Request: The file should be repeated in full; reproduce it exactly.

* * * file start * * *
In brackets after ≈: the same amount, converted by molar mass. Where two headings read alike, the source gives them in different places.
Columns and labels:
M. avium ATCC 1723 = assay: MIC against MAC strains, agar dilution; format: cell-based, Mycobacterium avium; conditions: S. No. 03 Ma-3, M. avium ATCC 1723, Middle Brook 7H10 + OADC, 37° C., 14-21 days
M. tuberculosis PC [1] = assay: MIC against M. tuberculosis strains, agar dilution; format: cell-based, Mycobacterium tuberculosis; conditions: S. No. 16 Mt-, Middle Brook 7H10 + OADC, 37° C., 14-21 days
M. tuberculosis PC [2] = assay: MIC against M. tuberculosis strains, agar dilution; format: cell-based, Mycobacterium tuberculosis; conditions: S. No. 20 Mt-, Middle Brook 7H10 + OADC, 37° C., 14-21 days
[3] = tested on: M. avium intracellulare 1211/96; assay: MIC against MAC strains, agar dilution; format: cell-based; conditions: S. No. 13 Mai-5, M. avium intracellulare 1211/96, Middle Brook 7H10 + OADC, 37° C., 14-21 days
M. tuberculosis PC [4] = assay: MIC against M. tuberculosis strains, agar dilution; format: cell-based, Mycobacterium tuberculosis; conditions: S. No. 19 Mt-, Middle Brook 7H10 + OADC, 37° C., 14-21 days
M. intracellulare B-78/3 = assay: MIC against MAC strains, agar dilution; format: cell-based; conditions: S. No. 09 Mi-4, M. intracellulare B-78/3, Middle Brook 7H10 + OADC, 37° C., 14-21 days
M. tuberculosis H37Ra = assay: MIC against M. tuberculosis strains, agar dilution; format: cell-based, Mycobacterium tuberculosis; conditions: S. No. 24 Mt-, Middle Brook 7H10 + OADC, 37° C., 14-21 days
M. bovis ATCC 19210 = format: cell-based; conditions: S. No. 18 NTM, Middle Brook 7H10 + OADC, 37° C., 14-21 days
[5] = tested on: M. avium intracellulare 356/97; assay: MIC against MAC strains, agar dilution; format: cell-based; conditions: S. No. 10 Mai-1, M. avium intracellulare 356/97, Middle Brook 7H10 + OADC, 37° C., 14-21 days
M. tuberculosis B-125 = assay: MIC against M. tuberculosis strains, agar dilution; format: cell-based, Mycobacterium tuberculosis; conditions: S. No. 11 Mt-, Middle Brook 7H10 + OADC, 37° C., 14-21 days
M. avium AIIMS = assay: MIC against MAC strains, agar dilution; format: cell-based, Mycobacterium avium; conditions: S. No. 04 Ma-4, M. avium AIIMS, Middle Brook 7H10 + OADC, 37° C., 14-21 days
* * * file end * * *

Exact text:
In brackets after ≈: the same amount, converted by molar mass. Where two headings read alike, the source gives them in different places.
Columns and labels:
M. avium ATCC 1723 = assay: MIC against MAC strains, agar dilution; format: cell-based, Mycobacterium avium; conditions: S. No. 03 Ma-3, M. avium ATCC 1723, Middle Brook 7H10 + OADC, 37° C., 14-21 days
M. tuberculosis PC [1] = assay: MIC against M. tuberculosis strains, agar dilution; format: cell-based, Mycobacterium tuberculosis; conditions: S. No. 16 Mt-, Middle Brook 7H10 + OADC, 37° C., 14-21 days
M. tuberculosis PC [2] = assay: MIC against M. tuberculosis strains, agar dilution; format: cell-based, Mycobacterium tuberculosis; conditions: S. No. 20 Mt-, Middle Brook 7H10 + OADC, 37° C., 14-21 days
[3] = tested on: M. avium intracellulare 1211/96; assay: MIC against MAC strains, agar dilution; format: cell-based; conditions: S. No. 13 Mai-5, M. avium intracellulare 1211/96, Middle Brook 7H10 + OADC, 37° C., 14-21 days
M. tuberculosis PC [4] = assay: MIC against M. tuberculosis strains, agar dilution; format: cell-based, Mycobacterium tuberculosis; conditions: S. No. 19 Mt-, Middle Brook 7H10 + OADC, 37° C., 14-21 days
M. intracellulare B-78/3 = assay: MIC against MAC strains, agar dilution; format: cell-based; conditions: S. No. 09 Mi-4, M. intracellulare B-78/3, Middle Brook 7H10 + OADC, 37° C., 14-21 days
M. tuberculosis H37Ra = assay: MIC against M. tuberculosis strains, agar dilution; format: cell-based, Mycobacterium tuberculosis; conditions: S. No. 24 Mt-, Middle Brook 7H10 + OADC, 37° C., 14-21 days
M. bovis ATCC 19210 = format: cell-based; conditions: S. No. 18 NTM, Middle Brook 7H10 + OADC, 37° C., 14-21 days
[5] = tested on: M. avium intracellulare 356/97; assay: MIC against MAC strains, agar dilution; format: cell-based; conditions: S. No. 10 Mai-1, M. avium intracellulare 356/97, Middle Brook 7H10 + OADC, 37° C., 14-21 days
M. tuberculosis B-125 = assay: MIC against M. tuberculosis strains, agar dilution; format: cell-based, Mycobacterium tuberculosis; conditions: S. No. 11 Mt-, Middle Brook 7H10 + OADC, 37° C., 14-21 days
M. avium AIIMS = assay: MIC against MAC strains, agar dilution; format: cell-based, Mycobacterium avium; conditions: S. No. 04 Ma-4, M. avium AIIMS, Middle Brook 7H10 + OADC, 37° C., 14-21 days